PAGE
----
Life & Culture

Hedge funds aren’t evil. They could save us all


As the credit crunch descended, the so-called “shadow banking” system, which includes hedge funds and private equity, attracted more than its fair share of opprobrium. In Germany, these groups, a symbol of free-wheeling Anglo-Saxon capitalism, were labelled “locusts”, and here in Britain the government launched a tax clampdown on private equity just as the financial system was seizing up.

Reputations were not helped when the world’s largest convicted swindler, Bernard Madoff, fund manager to Hollywood and the Florida and New York rich, was regularly described in the media as a hedge fund manager, which was not strictly true. Mr Madoff was a regulated broker-dealer who appeared to run a conventional fund management operation and which turned out to be a giant Ponzi scheme: money flowing in from new investors was used to pay-off the existing investors.

Several hedge funds, including London-based Lansdowne Partners, were accused of worsening the pressure on the banks and insurance companies by short-selling their shares. While it is unfortunate that their role in targeting Northern Rock, Bradford & Bingley et al may have hastened the collapse and nationalisation of flawed banks, no one disputes that their judgment — based on careful analysis — was correct. Indeed, in much the same way as they were short holders of the banks on the way down, they have become longer term investors in the banks post re-capitalisation.

The US government now believes that hedge funds and private equity, with their sharp analytical skills, can play a key role in rescuing the US banking system. Instead, investors such as John Paulson, who made billions of dollars out of his bets against the banking system and were seen as Wall Street’s destroyers, are being embraced. Indeed, the rally in New York share prices last month was largely based on the belief that the shadow banking system can play its part in restoring stability to American finance.

The US Treasury Secretary Tim Geithner, the former president of the New York Federal Reserve, has been under almost continual siege since taking office. Initially it was his own careless tax affairs which caused him difficulty. Latterly it was the $165m of bonuses which he allegedly authorised for executives of the American credit insurer AIG. This payout led to a nationwide witch hunt which almost drove Mr Geithner from office and provoked a fierce backlash on Capitol Hill.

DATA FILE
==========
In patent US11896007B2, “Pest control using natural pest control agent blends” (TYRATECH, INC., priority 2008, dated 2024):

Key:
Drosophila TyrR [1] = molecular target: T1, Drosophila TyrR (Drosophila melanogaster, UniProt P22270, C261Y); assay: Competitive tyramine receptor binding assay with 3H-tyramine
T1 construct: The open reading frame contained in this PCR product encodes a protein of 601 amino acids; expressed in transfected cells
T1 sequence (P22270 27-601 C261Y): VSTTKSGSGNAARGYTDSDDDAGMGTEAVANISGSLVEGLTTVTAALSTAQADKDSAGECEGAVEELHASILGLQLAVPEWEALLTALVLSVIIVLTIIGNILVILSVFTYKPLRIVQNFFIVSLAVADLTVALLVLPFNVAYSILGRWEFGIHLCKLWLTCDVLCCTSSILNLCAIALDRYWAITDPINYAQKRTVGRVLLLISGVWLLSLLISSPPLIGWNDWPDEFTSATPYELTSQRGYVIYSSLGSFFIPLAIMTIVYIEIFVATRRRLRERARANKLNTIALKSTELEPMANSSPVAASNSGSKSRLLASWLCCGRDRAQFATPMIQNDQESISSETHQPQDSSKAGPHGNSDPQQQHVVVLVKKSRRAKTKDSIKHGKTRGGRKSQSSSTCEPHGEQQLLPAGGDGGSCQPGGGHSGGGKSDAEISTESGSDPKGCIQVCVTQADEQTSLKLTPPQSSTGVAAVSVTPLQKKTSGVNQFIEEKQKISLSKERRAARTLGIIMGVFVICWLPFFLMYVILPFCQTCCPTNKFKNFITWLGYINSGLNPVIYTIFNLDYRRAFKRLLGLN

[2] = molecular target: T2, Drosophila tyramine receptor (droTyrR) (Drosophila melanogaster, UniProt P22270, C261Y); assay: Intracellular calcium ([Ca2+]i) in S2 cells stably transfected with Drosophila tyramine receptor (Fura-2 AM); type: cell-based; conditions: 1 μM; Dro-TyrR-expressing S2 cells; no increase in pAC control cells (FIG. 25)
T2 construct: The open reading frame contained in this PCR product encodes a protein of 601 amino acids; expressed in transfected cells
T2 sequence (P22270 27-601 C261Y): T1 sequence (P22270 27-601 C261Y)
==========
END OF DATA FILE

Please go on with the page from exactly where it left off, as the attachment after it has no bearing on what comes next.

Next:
Mr Geithner drew the fire of his critics with the launch of what has become known as his “public/private investment programme” to save the banks. Under the scheme, the government will use $75bn to $100bn of capital, provided by Congress under the “Troubled Asset Relief Programme” (TARP), to generate $500bn in purchasing power to buy toxic/legacy assets from the banks. The scheme could expand to repatriate up to $1 trillion of assets.

So how does the scheme work? The US government provides most of the initial finance and bears most of the risk. In this it is not dissimilar to Alistair Darling’s asset protection scheme, under which the Treasury has insured the bad assets of Royal Bank of Scotland and the Lloyds Banking Group.

The difference is that in the American scheme, the private sector values the assets by deciding at what price it will buy them off the bank books, then holds them until it can sell them at a profit. Enter stage right the hedge funds and private equity firms. It is generally judged that these groups in the “shadow banking sector”, usually acting on behalf of rich investors, are the most likely buyers of the distressed assets.

If the Treasury takes the risk and hedge funds can see the upside in some of the bad debts, they could make handsome profits. At the same time, by relieving the US Treasury of the responsibility of valuing the assets, investors like George Soros and John Paulson could eventually be seen as saviours rather than the predators who helped to cause the financial crisis in the first place. The scheme could start the process of cleaning up bank balance sheets, although the critics believe it will not be enough and that a further recapitalisation of America’s banking system, costing trillions of dollars, could still be necessary.

What is fascinating about this, and the investment by UK hedge funds in UK bank shares, is the realisation that private equity and hedge funds, despite the poor image they have in the media, have a critical role to play in restoring capitalism back to health.

As trusted and successful managers of savings, they have the ability to attract capital when more conventional savings vehicles — ISAs and pension funds in the UK, and money market funds and 401K self-invested pension schemes in the US — are struggling.

This new lease of life for “shadow banking” could be much welcomed in the environs of Mayfair — home to many of the London-based hedge funds and private equity enterprises.

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